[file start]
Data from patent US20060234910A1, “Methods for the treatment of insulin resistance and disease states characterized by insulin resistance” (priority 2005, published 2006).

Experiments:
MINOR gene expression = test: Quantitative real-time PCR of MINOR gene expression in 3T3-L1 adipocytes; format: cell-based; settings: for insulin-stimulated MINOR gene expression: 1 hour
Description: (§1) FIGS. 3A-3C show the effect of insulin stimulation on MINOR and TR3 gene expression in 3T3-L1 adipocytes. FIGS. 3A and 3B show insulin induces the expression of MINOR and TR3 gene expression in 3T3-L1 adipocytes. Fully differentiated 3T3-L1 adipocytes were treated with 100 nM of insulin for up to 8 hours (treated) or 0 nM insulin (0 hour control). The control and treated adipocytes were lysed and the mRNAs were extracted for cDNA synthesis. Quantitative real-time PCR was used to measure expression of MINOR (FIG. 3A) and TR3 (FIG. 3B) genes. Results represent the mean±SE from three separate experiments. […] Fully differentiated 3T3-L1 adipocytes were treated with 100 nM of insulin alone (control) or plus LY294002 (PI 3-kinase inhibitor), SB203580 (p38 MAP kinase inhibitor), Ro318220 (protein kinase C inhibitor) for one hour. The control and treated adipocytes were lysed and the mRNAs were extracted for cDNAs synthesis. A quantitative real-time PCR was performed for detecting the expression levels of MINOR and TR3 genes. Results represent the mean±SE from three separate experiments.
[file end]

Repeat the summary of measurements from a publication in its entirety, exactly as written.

Data from patent US20060234910A1, “Methods for the treatment of insulin resistance and disease states characterized by insulin resistance” (priority 2005, published 2006).

Experiments:
MINOR gene expression = test: Quantitative real-time PCR of MINOR gene expression in 3T3-L1 adipocytes; format: cell-based; settings: for insulin-stimulated MINOR gene expression: 1 hour
Description: (§1) FIGS. 3A-3C show the effect of insulin stimulation on MINOR and TR3 gene expression in 3T3-L1 adipocytes. FIGS. 3A and 3B show insulin induces the expression of MINOR and TR3 gene expression in 3T3-L1 adipocytes. Fully differentiated 3T3-L1 adipocytes were treated with 100 nM of insulin for up to 8 hours (treated) or 0 nM insulin (0 hour control). The control and treated adipocytes were lysed and the mRNAs were extracted for cDNA synthesis. Quantitative real-time PCR was used to measure expression of MINOR (FIG. 3A) and TR3 (FIG. 3B) genes. Results represent the mean±SE from three separate experiments. […] Fully differentiated 3T3-L1 adipocytes were treated with 100 nM of insulin alone (control) or plus LY294002 (PI 3-kinase inhibitor), SB203580 (p38 MAP kinase inhibitor), Ro318220 (protein kinase C inhibitor) for one hour. The control and treated adipocytes were lysed and the mRNAs were extracted for cDNAs synthesis. A quantitative real-time PCR was performed for detecting the expression levels of MINOR and TR3 genes. Results represent the mean±SE from three separate experiments.